Now 16, Thunberg was called to attend the UN General Assembly, UN Youth Summit, and to speak in the UN Climate Action Summit. The latter took place from Sept. 21–23 and discussed the need for climate action to reduce greenhouse gas emissions and their negative effects on the environment. Before the summit, people marched through the streets towards downtown Manhattan in support of climate action. Mayor Bill de Blasio’s office estimated that there were at least 60,000 protestors, while organizers of the march assumed 250,000. The crowd marched from Foley Square to Battery Park where a series of speakers and artists, from Thungberg to Jaden and Willow Smith, spoke in support of action.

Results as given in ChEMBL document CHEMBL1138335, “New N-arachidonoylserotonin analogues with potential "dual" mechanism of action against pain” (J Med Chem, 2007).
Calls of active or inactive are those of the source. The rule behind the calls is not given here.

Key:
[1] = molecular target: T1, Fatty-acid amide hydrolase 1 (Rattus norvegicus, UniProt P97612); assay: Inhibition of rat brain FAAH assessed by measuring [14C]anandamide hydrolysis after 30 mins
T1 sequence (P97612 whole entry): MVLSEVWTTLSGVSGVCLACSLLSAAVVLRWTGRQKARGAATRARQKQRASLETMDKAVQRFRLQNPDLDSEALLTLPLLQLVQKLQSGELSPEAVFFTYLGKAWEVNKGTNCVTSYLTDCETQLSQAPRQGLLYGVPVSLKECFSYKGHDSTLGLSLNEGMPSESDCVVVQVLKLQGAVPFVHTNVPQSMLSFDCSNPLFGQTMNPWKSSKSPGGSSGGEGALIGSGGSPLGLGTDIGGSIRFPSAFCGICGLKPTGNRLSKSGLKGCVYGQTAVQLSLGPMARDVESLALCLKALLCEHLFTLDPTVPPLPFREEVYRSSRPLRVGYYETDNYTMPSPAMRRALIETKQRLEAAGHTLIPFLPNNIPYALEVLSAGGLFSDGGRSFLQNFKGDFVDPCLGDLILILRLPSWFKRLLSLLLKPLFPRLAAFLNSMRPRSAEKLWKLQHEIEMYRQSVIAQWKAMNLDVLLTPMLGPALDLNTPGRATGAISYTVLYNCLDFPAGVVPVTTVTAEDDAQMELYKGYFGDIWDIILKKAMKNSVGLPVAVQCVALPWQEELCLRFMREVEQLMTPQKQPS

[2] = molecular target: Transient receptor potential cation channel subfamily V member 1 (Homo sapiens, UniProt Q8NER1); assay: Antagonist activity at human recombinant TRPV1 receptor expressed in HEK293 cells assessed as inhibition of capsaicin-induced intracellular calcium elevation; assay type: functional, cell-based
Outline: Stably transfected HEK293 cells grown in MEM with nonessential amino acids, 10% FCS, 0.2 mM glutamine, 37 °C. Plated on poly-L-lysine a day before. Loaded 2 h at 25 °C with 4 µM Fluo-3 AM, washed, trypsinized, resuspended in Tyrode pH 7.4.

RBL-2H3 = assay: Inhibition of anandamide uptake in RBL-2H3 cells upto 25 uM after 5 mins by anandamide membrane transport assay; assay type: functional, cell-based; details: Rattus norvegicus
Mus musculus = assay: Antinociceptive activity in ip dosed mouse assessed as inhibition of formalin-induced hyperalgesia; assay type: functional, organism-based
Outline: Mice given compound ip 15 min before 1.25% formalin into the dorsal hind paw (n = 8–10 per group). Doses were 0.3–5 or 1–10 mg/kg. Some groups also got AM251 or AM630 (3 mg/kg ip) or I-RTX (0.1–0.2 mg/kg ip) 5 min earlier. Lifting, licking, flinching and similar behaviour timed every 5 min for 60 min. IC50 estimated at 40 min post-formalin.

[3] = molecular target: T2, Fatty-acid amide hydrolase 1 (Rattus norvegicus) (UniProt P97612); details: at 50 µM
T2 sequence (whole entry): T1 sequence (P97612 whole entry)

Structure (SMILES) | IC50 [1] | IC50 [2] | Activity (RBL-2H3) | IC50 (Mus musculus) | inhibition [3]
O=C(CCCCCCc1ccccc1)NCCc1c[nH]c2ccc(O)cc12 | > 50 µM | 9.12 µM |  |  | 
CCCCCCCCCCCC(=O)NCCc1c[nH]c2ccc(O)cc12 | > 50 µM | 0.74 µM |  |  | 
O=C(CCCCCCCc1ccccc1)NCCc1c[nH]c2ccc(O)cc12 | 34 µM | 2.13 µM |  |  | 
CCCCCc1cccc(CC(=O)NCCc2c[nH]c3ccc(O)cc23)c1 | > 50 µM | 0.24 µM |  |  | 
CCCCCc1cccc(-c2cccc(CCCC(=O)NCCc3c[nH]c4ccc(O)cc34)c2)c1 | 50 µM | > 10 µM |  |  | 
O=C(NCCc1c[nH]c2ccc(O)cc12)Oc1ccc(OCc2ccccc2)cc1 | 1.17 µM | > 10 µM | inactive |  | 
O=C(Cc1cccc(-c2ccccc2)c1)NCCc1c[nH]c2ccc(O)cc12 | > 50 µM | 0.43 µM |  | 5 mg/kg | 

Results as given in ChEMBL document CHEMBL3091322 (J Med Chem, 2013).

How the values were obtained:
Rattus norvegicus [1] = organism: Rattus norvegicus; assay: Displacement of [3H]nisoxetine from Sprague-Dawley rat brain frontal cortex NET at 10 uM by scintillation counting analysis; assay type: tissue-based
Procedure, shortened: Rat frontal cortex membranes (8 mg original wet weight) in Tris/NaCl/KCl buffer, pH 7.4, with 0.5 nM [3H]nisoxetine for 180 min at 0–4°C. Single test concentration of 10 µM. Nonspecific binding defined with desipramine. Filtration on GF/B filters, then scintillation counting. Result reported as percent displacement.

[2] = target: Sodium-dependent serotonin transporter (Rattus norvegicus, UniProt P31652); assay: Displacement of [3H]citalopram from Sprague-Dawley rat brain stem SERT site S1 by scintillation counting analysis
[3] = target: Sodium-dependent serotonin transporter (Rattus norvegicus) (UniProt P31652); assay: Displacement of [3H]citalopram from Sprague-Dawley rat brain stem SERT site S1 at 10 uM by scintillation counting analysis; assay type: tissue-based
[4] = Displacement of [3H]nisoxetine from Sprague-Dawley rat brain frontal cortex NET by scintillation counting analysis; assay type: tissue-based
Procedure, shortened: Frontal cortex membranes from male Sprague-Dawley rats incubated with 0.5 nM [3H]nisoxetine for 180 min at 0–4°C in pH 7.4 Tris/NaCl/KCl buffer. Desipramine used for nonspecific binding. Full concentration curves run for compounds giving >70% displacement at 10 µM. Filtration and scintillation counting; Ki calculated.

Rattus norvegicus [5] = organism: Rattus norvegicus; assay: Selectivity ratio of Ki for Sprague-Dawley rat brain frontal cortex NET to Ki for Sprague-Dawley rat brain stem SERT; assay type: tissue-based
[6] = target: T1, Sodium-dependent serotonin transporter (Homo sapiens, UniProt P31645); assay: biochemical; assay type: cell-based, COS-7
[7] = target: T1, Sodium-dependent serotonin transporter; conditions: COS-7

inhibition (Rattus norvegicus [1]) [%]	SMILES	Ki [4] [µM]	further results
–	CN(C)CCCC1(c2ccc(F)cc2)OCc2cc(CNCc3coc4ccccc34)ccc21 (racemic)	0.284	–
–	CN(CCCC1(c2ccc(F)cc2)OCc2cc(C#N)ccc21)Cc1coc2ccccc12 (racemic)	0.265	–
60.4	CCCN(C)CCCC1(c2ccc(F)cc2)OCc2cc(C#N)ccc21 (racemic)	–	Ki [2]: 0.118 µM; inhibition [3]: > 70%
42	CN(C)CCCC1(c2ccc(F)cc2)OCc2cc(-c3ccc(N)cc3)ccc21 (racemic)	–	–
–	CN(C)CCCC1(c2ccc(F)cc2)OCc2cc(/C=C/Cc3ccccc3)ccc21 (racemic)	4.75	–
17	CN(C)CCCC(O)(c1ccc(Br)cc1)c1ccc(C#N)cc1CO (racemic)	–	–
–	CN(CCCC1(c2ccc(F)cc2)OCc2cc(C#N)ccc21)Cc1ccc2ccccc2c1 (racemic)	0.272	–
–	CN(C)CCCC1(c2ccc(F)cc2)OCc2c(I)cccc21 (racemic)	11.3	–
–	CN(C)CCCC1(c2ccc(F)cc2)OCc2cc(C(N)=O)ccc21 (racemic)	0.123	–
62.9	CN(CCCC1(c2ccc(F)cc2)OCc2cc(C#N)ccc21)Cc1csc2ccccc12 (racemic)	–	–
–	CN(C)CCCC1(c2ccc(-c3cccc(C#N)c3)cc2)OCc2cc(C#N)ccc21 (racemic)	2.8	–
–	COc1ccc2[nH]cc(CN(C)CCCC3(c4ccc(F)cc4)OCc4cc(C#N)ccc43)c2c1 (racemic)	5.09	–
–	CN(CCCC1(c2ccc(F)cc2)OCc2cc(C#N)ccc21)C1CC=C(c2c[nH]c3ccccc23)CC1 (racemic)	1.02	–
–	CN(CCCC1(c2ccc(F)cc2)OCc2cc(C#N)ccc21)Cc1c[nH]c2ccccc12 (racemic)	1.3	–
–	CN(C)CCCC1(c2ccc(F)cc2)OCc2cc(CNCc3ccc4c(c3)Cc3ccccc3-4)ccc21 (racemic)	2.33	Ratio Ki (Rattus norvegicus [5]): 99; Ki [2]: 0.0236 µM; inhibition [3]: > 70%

Thunberg is a young woman who exemplifies all that she advocates. To attend the summit, Thunberg traveled for 15 days in a zero-emissions yacht from Plymouth in the U.K. to New York. Commercial airplanes emit large amounts of greenhouse gases, which contradicts Thunberg’s proposals to reduce environmentally damaging greenhouse gas emissions. Therefore, the yacht Thunberg traveled on uses underwater generator turbines powered by solar panels to avoid any harmful emissions.

At the summit, Thunberg spoke about the dire need for politicians to act on reversing the negative effects climate change may have on future generations. Thunberg condemned politicians saying,

“You have stolen my dreams and my childhood with your empty words…. people are dying. Entire ecosystems are collapsing. We are in the beginning of a mass extinction, and all you can talk about is money and fairy tales of eternal economic growth. How dare you!”